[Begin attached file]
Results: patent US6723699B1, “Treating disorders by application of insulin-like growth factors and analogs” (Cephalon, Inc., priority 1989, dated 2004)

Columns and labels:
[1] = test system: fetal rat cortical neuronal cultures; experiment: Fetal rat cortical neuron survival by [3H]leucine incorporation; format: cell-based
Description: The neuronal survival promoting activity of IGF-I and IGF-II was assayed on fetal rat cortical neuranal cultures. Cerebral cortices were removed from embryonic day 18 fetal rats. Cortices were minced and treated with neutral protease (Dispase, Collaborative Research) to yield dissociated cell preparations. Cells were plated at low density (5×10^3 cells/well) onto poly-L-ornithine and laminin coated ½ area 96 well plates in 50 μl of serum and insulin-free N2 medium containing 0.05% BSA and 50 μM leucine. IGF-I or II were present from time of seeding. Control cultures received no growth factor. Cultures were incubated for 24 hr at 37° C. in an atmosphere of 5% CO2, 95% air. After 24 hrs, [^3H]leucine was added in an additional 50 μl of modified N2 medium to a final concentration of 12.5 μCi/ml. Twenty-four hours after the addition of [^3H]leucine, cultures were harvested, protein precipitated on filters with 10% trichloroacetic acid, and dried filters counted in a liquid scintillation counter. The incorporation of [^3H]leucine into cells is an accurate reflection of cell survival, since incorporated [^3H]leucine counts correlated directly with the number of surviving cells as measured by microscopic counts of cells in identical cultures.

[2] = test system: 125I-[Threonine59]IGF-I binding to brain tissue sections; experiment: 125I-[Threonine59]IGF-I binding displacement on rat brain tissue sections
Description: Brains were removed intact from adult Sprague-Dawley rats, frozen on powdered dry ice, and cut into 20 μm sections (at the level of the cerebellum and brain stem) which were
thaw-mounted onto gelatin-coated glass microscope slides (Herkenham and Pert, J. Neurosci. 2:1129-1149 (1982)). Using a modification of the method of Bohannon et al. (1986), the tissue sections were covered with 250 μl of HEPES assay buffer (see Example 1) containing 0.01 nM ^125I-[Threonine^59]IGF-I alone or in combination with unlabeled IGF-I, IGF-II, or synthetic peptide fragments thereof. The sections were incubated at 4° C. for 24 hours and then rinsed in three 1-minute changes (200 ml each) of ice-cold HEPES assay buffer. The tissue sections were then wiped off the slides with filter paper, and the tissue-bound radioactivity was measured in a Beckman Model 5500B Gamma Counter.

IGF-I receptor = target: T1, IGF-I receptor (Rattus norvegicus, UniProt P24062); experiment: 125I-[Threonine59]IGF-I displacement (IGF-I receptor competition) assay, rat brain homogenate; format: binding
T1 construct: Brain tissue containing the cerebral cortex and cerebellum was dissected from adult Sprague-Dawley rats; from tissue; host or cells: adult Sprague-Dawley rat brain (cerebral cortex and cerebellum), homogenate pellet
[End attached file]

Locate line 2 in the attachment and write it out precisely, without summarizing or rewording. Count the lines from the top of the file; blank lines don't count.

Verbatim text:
Columns and labels: